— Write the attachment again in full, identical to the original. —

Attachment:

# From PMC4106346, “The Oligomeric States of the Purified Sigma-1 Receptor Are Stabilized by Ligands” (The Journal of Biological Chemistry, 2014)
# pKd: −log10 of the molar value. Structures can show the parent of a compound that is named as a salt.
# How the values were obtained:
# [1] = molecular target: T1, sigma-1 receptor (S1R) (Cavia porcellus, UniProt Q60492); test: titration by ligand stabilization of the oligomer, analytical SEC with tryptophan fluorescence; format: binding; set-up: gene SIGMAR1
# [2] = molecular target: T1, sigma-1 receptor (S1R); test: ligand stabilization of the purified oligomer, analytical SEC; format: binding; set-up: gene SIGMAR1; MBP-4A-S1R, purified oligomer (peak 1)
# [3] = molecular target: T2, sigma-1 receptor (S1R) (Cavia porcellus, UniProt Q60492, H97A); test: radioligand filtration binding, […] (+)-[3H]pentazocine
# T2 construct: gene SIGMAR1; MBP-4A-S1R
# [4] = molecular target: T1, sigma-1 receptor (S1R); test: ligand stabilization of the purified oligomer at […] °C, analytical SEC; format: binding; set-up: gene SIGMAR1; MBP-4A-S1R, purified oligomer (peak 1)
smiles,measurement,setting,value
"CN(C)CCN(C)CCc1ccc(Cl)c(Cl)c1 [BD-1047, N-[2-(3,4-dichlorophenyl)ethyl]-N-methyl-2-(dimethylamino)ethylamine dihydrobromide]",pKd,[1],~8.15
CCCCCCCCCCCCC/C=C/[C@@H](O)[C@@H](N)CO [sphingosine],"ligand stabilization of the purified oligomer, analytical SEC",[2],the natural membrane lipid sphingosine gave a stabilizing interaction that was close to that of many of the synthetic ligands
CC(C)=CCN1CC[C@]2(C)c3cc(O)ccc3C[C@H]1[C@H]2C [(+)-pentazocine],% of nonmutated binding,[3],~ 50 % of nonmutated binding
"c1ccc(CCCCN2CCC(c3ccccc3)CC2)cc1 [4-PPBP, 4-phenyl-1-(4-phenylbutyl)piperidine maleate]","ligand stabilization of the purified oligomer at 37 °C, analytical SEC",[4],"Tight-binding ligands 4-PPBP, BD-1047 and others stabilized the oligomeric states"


# From PMC4106346, “The Oligomeric States of the Purified Sigma-1 Receptor Are Stabilized by Ligands” (The Journal of Biological Chemistry, 2014)
# pKd: −log10 of the molar value. Structures can show the parent of a compound that is named as a salt.
# How the values were obtained:
# [1] = molecular target: T1, sigma-1 receptor (S1R) (Cavia porcellus, UniProt Q60492); test: titration by ligand stabilization of the oligomer, analytical SEC with tryptophan fluorescence; format: binding; set-up: gene SIGMAR1
# [2] = molecular target: T1, sigma-1 receptor (S1R); test: ligand stabilization of the purified oligomer, analytical SEC; format: binding; set-up: gene SIGMAR1; MBP-4A-S1R, purified oligomer (peak 1)
# [3] = molecular target: T2, sigma-1 receptor (S1R) (Cavia porcellus, UniProt Q60492, H97A); test: radioligand filtration binding, […] (+)-[3H]pentazocine
# T2 construct: gene SIGMAR1; MBP-4A-S1R
# [4] = molecular target: T1, sigma-1 receptor (S1R); test: ligand stabilization of the purified oligomer at […] °C, analytical SEC; format: binding; set-up: gene SIGMAR1; MBP-4A-S1R, purified oligomer (peak 1)
smiles,measurement,setting,value
"CN(C)CCN(C)CCc1ccc(Cl)c(Cl)c1 [BD-1047, N-[2-(3,4-dichlorophenyl)ethyl]-N-methyl-2-(dimethylamino)ethylamine dihydrobromide]",pKd,[1],~8.15
CCCCCCCCCCCCC/C=C/[C@@H](O)[C@@H](N)CO [sphingosine],"ligand stabilization of the purified oligomer, analytical SEC",[2],the natural membrane lipid sphingosine gave a stabilizing interaction that was close to that of many of the synthetic ligands
CC(C)=CCN1CC[C@]2(C)c3cc(O)ccc3C[C@H]1[C@H]2C [(+)-pentazocine],% of nonmutated binding,[3],~ 50 % of nonmutated binding
"c1ccc(CCCCN2CCC(c3ccccc3)CC2)cc1 [4-PPBP, 4-phenyl-1-(4-phenylbutyl)piperidine maleate]","ligand stabilization of the purified oligomer at 37 °C, analytical SEC",[4],"Tight-binding ligands 4-PPBP, BD-1047 and others stabilized the oligomeric states"